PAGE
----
Wild Horse Window

Rain was in the forecast for Sunday afternoon, so I wanted to do a short hike in the morning to beat any showers. I figured we’d play it safe and avoid slot canyons just in case the rain arrived earlier than expected. We took our time with breakfast letting other campers around us pack up and leave first. We’re never in a hurry to get back home after a weekend outing; we’d rather use every last hour we can.

We packed up our site and made the brief drive to the trail. We got started a little after 10. The trail to Wild Horse Window isn’t marked and it’s not signed at any point either. I had a map on my gps, and we still managed to start at the wrong spot.

Our goal was that dark pocket straight ahead
Here we go

We descended into Temple Wash and made our way to the established trail. Once we reached the slickrock (the San Rafael Reef) there were some cairns to mark the way, but eventually they petered out. They weren’t really necessary past a certain point anyhow. For most of the hike, the destination is within eyesight; dropping away with each fall and coming back into view with each rise. It was fairly easy to follow the slickrock straight to the window.

It was a gorgeous morning
One of my favorites – follow the leader
Looking toward Goblin Valley SP and Wild Horse Butte

The entrance to the window narrows into a short canyon. It remains fairly wide and has quite a bit of vegetation. We followed a series of pour-offs to the end. I could skirt the water in every case but the last. I took off my socks and shoes to wade through with Tru. We followed a sandbar through the shallowest parts, but it still reached mid-calf at its deepest point. The water was ice cold, and Tru wasn’t hot enough to relish it. Zach managed to scramble around above us.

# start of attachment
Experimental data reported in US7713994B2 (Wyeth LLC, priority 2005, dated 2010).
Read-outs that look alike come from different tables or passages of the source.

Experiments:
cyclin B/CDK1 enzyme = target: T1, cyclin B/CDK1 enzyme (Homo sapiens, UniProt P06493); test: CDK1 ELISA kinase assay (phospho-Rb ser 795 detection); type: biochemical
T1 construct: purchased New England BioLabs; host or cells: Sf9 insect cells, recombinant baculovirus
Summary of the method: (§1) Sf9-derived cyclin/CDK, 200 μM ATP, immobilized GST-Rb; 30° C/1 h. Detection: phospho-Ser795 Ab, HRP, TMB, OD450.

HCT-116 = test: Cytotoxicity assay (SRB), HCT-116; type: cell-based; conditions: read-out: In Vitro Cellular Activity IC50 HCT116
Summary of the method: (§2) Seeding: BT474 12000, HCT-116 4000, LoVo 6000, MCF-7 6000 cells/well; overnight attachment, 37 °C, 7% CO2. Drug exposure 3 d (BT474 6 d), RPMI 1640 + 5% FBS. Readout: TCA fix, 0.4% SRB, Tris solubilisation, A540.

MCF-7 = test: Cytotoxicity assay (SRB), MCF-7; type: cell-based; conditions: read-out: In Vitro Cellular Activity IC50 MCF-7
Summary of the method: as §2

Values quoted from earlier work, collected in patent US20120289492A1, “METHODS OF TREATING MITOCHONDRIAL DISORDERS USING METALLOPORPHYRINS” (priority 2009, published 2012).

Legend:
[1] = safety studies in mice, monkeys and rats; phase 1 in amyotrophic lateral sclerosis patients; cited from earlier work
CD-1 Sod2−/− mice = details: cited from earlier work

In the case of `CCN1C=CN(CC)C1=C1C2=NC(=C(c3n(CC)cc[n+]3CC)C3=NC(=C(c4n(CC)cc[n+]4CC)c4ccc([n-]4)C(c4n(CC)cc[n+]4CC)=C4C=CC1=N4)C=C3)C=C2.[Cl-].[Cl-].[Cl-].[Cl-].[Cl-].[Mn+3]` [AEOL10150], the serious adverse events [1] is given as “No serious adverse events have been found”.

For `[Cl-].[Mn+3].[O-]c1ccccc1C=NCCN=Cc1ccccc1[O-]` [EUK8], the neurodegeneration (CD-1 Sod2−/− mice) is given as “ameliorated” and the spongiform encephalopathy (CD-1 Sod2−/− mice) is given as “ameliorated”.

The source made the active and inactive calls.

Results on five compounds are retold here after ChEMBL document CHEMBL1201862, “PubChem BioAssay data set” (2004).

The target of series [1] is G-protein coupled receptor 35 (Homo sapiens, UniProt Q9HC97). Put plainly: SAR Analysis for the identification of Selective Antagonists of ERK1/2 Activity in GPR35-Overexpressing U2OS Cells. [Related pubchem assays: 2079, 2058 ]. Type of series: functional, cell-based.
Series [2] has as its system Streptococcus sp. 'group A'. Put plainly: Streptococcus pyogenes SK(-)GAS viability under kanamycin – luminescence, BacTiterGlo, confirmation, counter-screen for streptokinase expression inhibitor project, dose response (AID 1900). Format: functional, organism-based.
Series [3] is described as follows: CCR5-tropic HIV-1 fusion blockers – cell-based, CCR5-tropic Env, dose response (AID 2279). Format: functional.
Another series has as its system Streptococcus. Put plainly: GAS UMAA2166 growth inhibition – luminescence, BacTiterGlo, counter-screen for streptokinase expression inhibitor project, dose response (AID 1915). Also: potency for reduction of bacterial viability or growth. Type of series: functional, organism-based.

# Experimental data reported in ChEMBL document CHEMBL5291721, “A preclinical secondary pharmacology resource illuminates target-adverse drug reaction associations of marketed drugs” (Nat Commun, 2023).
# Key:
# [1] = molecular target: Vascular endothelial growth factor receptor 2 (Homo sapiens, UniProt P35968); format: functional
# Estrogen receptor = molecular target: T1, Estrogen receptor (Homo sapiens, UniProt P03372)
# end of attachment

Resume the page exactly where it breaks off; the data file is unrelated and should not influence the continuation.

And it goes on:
At the entrance
(on the way back)
Looking east toward the end of the canyon (on our way back)

We arrived at the window, and we had it completely to ourselves. We’d seen a family hiking around on the slickrock in the distance, but they appeared to be headed down. The window is a natural bridge which opens up into a large alcove with a pothole arch at the top. The twin bridges are sometimes called the Eyes of Sinbad.
We let Truman run around while we admired the eye-like arch at the top of the cave. The desert varnish provided eyelashes and the bluebird sky beyond made it pop.

Up along the edge of the alcove we noticed some petroglyphs. It wasn’t terribly easy to get up there, and Tru wanted to follow Zach, so I stayed below with him. They weren’t very pronounced, kind of faint against the light-colored rock, but impressive as always. From his perch near the petroglyphs, Zach was able to snap a photo of me and Tru below the pothole arch giving a nice perspective of the space.

Panel of petroglyphs
Zach took this from the petroglyphs

We had the place to ourselves the entire time. It was really peaceful. As we made our way down, there wasn’t anyone else coming up. We rarely encounter such trails in Utah, especially since we are generally limited to hiking on holidays and weekends. So this trail was special.

Back at our car, we decided to extend our trip home and take a detour back to I-70. We drove back to Temple Mountain and drove the graded (ish) dirt road all the way to the Interstate. It was a beautiful drive through open country and it made me regret that our weekend was already over. It was also our first time driving that section of I-70. When the interstate cuts through the Reef it’s pretty spectacular!
We stopped in Helper for coffee, ran into our old neighbors, and then hopped back in the car to finish the drive to Salt Lake.

Stunning view of Temple Mtn. & the Reef

2 replies »

  1. Petroglyphs, way cool. And the Pothole Arch, nature never ceases to amaze. Could you tell if the recessed “Pocket” just under the Pothole (should be called Portal by the way) is natural or man-made? Love it that Tru gets to experience the adventure as well. Be well! Chip

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